Java Naming Conventions: Variables & Constants

Instructor: Sudha Aravindan

Sudha has a Doctor of Education degree in math education and is currently working as a Information Technology Specialist.

Sue has friends named Jane and Jayne. Are they the same friends? Probably not. Why? Because their names are spelt differently! Similarly the Java programming language has naming conventions for variables and constants. In this lesson we will learn about these conventions.

Why Are Naming Conventions Important?

In real life, we know that even if names sound the same (like Jane and Jayne) they are two different people. The same logic applies for computer programming languages also. If we need to differentiate variables and constants from one another, each variable and constant has to have a unique name.

In addition, the Java programming language follows naming conventions to make the program easier to read, to eliminate compilation errors, and to identify the name and purpose of the variable. So for example, if we see the variable name studentID, we would know that is the ID number of a student. And if we see the a name like FIRST_NAME we can tell that this is the first name of a person.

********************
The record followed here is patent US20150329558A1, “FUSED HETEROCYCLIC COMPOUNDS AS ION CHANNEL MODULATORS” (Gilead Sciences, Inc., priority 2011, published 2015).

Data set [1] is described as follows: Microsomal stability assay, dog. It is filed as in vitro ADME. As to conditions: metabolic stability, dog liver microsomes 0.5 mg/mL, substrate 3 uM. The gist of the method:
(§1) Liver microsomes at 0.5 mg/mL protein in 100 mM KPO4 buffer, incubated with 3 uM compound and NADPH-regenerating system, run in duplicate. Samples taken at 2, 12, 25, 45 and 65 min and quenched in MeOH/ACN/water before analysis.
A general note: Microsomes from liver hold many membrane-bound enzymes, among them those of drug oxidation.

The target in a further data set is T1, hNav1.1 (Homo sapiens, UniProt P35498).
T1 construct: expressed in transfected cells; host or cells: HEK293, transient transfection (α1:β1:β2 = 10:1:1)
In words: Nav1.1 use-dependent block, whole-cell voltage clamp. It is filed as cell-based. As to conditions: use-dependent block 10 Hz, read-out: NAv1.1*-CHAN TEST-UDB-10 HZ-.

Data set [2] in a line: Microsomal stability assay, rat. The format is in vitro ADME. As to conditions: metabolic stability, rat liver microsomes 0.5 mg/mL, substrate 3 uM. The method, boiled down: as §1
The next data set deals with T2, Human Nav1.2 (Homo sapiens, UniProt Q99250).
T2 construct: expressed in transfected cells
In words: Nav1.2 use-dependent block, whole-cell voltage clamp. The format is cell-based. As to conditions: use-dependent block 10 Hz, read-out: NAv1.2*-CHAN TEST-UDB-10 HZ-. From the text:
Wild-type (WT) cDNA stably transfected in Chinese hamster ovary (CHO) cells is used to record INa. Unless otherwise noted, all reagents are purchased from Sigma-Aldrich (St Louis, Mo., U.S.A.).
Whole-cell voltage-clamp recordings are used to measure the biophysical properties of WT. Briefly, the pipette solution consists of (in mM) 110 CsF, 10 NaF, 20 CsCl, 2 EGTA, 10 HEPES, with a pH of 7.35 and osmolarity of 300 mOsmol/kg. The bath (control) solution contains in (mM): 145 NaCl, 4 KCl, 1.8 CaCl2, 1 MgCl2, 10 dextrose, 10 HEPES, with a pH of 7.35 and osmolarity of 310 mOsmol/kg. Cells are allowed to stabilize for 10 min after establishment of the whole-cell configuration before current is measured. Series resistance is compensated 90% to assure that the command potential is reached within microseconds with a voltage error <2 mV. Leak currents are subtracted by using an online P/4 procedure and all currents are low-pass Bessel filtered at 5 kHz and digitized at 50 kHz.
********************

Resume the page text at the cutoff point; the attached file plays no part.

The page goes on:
Java Naming Conventions for Variables

The Java programming language has naming conventions or rules that you need to follow when naming variables in Java. If you break the rules, the program will not compile and will generate an error. Let us now consider some of the more common naming conventions for variables in Java.

Variable Names Are Case Sensitive

So for example, int initialValue is different from int InitialValue or int Initialvalue

Consider the following example:

class JavaVariable {
  static void variableValues() {
   int initialValue = 0;
   System.out.println("Initial value of varialbe is : " + InitialValue);
  }
  public static void main(String[] args) {
   JavaVariable jv = new JavaVariable();
   jv.variableValues();
  }
}

Here the name of the variable that is initialized is initialValue where only the V is capitalized. However the name of the variable that is printed is InitialValue with both I and V capitalized. When compiled this program generates an error as follows:


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This is because in the println statement Java encounters the variable InitialValue that has not been initialized in the program. Only the variable initialValue has been initialized. Even though in English language terms initialValue and InitialValue may sound the same, for Java they are both two different variable names.

Variable Names Cannot be Java Keywords

In the Java programming language, keywords are words that have a pre-defined meaning for the language. So these keywords cannot be used to name variables. Some examples of Java keywords are: case, break, char, int, if, else, static, public etc. Consider the following Java program that uses a Java keyword static to name a variable:

class JavaVariable {
  static void variableValues() {
   int static = 0;
   System.out.println("Initial value of varialbe is : " + static);